]]>hmm. I guess I’m thinking actually of a different kind of difficulty. I had a friend who was working on something similar, but in her case it was kind of a missing data interpolation issue. Since the sum of all the missing data values had to add up to certain observed values the outcomes for intermediate time points were conditional on later data and couldn’t be simply generated quantities.

I guess the equivalent sports analogy would be having the score for each time at certain time point, 0, 10, 22, 40, 50 for example, and trying to infer what the score might have been at intermediate times conditional on the timeseries going through the known values at the known time points.

]]>Daniel:

Yes, Stan could simulate time 51, 52, etc. sequentially as generated quantities—at least, if I’m understanding your model correctly. All of this seems to be simply forward simulation, no MCMC needed conditional on the inferences for the parameters in the model.

]]>Suppose your model is a Markov chain, so that the posterior distribution of score differential at time i is dependent on the score and other parameters at i-1. Now you split up the time into 100 intervals and you have data up to time 50, I could see how maybe stan could sample from the posterior for time 51 but could it sample from the posterior for time 100?? Now various statistics at time 51 become parameters that affects time 52 and that in turn affects 53… etc

If Stan can do that, I would love to know how.

]]>Wouldn’t it be even more general try to model the scores for both teams, not just the differential? For example, some teams might be good at defending and generally have very slow scoring games etc. So using just the score differential you would thow some information away.

But, I guess, it would quote a bit be more difficult as well. What would be the right choice for the joint distribution of scores etc.

]]>Daniel:

It depends. Stan can’t do inference on discrete parameters, but Stan can simulate discrete generated quantities. So, if you have a model with continuous parameters (which would be appropriate for modeling basketball teams) with data up to halftime, and then you want to simulate from the posterior distribution of final score differentials, yes, you can do that in Stan with no problem.

]]>Stan can’t sample discrete parameters. I guess so long as you’re only interested in historic games that’s ok since they’re observed, but if you’re trying to observe say up to half-time and then see distributions over future score differentials (where the future score differentials are now parameters) then you won’t be able to do it until Stan can sample the poisson paths.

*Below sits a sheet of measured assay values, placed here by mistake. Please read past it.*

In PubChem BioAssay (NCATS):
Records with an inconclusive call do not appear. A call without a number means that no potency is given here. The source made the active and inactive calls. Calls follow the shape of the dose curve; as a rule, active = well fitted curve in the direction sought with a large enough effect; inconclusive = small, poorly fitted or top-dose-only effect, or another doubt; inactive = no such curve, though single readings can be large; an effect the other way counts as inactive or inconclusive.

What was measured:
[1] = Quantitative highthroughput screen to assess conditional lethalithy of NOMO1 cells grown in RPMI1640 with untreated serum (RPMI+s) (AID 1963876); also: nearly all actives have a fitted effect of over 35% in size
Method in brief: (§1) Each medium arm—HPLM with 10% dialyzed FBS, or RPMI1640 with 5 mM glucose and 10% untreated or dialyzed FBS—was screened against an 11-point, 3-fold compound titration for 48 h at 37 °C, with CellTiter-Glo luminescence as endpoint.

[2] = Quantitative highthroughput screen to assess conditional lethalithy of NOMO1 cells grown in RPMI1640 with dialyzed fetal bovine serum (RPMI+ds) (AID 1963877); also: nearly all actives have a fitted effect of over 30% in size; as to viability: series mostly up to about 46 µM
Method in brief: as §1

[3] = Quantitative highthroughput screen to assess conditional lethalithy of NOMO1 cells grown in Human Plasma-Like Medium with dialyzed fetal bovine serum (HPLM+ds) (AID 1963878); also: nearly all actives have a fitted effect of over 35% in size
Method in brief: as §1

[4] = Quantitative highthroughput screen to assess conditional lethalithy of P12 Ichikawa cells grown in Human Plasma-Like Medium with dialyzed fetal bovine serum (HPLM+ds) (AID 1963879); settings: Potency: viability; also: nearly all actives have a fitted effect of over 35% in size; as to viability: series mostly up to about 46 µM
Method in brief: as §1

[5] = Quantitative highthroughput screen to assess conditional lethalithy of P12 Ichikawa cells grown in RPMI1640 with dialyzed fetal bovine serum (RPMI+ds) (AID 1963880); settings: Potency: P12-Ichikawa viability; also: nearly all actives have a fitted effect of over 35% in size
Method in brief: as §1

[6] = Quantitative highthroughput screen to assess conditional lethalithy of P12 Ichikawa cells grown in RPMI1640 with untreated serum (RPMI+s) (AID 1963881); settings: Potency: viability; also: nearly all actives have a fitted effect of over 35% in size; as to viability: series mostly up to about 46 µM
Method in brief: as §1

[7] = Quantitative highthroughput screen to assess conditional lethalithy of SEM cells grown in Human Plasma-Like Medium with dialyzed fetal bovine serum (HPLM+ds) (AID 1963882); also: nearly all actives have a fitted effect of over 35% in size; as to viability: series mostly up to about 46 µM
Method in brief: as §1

]]>You can see those here: http://www.advancednflstats.com/2011/03/live-ncaa-basketball-win-probability.html

Ken Pomeroy has also done similar: http://kenpom.com/blog/index.php/weblog/entry/in-game_win_probabilities ]]>

“I think you’d have problems fitting that kind of thing in Stan because of the poisson nature of the score.”

Why is this a problem? I’m doing something similar with football (soccer) using Stan without any problems so far.

]]>Some other older work by Ryan J Parker (using Brownian Motion model) and Ed Kupfer (both work for NBA teams now) is located at http://web.archive.org/web/20080820164306/http://www.whichteamwins.com/blog/2008/04/29/nba-win-probability-graphs/

and http://web.archive.org/web/20081004132640/http://sonicscentral.com/apbrmetrics/viewtopic.php?t=586

There are others who have dealt with the subject as well over at the APBRmetrics forum.

]]>Also, your score can’t go down, but score differential can change in both directions, so modeling score differential would work better if you’re going to divide by 100 and use a gaussian type process.

]]>It sounds like some kind of model where the score is a timeseries poisson process with variable rate (of scoring), where the rate is predicted from the current score, score differential, possession, and proxies for tiredness and other aspects of the development of the game.

I think you’d have problems fitting that kind of thing in Stan because of the poisson nature of the score. Perhaps basketball games score high enough that you could divide the score by 100 and treat it as a gaussian process. That certainly wouldn’t make sense for something like baseball or football where there are relatively few scoring events.

]]>And then how this interacts with Vegas lines, prediction models, etc. And if it is a winning strategy.

]]>http://www.stat.columbia.edu/~gelman/research/published/thirds5.pdf

(Not that I can speak intelligently on score differentials in sports…)

]]>